Second Design 03

The Printed Volumes

This project is not about the already-published books. However, there is a significant revenue opportunity which can be supported by a simple piece of the data design.

Our artifact is the Table of Contents of each book. Each Table of Contents is 1-3 pages long and easily transcribed into a spreadsheet (for example). Here is an excerpt from Volume Three:

THE JOHN STRONG, JR. LINE (below is Dwight #, the person, and page number in this book):

  • #3, John Strong, Jr., Page 1
  • #39, Hannah Strong, Page 3
  • #41, John Strong, Page 12


  • #15, Abigail Strong, Page 199
  • #23954, Abigail Brewer, Page 199
  • #24042, Nathaniel Chauncey, III, Page 215

and so on.

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Be the first to comment - What do you think?  Posted by admin - June 29, 2014 at 12:25 pm

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Second Design 02

The Langbehn Database, Again

Let’s look at The Langbehn Database from a data design perspective.

The Langehn Database is represented in a collection of tables defined by TNG (The Next Generation of Genealogy Sitebuilding). The TNG product site is here: The software itself is well supported with an extremely active mailing list.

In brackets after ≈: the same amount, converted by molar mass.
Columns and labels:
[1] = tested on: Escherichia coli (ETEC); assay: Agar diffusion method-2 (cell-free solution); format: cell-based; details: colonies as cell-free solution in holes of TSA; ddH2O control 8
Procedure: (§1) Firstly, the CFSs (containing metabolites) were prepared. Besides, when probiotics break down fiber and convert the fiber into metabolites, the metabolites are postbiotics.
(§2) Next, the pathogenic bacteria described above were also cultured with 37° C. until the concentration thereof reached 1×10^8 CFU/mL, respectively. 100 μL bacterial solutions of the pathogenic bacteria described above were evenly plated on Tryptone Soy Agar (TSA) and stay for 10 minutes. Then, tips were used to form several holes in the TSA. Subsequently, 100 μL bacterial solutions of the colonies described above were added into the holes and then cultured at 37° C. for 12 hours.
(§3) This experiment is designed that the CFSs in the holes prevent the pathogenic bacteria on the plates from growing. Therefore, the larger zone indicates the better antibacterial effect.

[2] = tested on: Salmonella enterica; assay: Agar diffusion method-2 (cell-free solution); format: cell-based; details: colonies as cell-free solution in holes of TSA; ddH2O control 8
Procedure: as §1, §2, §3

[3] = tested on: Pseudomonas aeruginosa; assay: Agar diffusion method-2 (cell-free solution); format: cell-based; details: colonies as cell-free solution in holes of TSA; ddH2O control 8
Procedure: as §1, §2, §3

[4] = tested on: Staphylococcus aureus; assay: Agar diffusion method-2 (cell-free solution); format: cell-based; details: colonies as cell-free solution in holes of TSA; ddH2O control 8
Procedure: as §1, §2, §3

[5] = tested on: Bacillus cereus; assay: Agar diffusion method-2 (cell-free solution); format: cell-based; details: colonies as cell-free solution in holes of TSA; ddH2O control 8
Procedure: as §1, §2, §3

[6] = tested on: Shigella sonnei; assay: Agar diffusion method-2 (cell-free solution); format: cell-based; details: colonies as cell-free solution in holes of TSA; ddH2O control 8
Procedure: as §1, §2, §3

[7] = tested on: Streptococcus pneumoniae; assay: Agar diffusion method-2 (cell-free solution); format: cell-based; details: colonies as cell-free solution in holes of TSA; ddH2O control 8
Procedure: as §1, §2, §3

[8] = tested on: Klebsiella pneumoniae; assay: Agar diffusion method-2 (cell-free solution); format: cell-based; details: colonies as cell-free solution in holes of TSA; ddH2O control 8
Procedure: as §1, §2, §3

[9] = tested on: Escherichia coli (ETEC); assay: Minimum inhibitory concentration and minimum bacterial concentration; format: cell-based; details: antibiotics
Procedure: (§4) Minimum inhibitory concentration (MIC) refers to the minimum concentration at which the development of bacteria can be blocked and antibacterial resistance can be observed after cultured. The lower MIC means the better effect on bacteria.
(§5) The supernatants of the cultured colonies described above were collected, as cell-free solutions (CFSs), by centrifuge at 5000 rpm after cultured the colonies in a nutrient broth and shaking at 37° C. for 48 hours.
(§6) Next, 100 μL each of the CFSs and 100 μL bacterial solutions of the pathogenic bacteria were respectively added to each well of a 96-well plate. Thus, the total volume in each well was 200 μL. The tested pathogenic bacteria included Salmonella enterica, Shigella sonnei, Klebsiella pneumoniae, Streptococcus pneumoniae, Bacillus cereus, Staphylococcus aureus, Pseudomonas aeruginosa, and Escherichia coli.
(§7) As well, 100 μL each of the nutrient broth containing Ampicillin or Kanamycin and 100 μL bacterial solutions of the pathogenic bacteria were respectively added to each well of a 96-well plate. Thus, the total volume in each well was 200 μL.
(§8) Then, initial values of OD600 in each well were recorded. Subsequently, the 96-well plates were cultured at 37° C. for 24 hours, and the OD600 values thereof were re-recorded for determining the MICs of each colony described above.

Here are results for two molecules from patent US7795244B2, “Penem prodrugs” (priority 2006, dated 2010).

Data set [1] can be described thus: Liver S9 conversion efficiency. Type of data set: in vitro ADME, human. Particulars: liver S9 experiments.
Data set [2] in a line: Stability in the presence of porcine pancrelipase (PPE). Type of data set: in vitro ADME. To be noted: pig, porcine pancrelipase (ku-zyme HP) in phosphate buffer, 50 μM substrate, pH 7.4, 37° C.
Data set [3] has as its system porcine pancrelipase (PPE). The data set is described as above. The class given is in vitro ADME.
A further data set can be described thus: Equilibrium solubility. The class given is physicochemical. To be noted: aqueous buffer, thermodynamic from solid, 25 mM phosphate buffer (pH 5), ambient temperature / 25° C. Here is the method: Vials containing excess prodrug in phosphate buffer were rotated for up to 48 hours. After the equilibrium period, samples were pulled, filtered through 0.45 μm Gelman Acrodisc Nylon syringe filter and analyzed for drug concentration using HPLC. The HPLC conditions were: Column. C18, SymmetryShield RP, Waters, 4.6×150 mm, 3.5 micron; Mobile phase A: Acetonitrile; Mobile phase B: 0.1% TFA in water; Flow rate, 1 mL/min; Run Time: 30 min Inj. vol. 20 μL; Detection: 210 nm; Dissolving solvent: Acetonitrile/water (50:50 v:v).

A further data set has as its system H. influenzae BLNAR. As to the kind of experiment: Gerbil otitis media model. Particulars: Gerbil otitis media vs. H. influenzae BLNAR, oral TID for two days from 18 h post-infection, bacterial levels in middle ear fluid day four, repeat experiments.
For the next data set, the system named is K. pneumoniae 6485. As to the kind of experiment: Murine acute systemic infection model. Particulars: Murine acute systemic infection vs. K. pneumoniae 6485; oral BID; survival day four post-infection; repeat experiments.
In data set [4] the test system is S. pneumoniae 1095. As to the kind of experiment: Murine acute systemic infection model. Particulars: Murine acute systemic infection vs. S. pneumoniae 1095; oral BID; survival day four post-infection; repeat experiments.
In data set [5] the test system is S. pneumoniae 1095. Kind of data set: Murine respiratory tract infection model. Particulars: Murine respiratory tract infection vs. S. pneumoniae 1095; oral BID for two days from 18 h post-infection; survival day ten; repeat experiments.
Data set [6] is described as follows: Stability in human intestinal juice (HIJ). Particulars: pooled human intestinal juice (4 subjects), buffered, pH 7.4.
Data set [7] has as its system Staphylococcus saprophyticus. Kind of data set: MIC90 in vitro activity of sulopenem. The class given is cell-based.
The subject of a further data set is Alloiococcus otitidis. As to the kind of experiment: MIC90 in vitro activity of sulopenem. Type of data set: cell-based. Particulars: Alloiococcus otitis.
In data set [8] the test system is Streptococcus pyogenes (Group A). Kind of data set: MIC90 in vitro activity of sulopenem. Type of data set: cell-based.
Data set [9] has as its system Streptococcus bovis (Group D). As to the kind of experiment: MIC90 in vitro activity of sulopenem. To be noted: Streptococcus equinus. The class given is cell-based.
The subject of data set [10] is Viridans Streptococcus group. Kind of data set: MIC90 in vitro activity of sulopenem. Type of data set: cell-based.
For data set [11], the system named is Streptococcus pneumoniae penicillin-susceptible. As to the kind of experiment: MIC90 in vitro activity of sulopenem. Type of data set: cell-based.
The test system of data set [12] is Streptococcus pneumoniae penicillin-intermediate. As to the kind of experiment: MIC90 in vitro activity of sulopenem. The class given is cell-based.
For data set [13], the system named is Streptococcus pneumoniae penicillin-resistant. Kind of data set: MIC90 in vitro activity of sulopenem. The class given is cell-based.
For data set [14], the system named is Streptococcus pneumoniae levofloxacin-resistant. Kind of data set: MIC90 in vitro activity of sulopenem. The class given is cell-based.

As part of our data design, I intend to add a link to each TNG-generated page showing our other resources related to that person. The information could also be part of a tooltip popup. The implementation details are outside this data design; I’ve done this sort of thing with TNG before.

What we DO need with this data design, is provision for an SQL query providing that information, given the relevant Dwight reference number.

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Second Design 01

There is a second area which might be a good place for formal Data Design. This area is not time critical, and is separate from the paper document solutions being discussed elsewhere. This design has the aim of revenue generation.

I will describe the specific artifacts which currently exist, and work towards the end user experience. Additional background material is at:

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Complete Design Change: SFAA Perspective 02

I have been thinking in terms of a home-grown solution. I now find (via private correspondence) that a comprehensive paper-document-management solution may exist.

Where does that leave us? I’ll lay out some thoughts for discussion.

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SFAA Perspective 01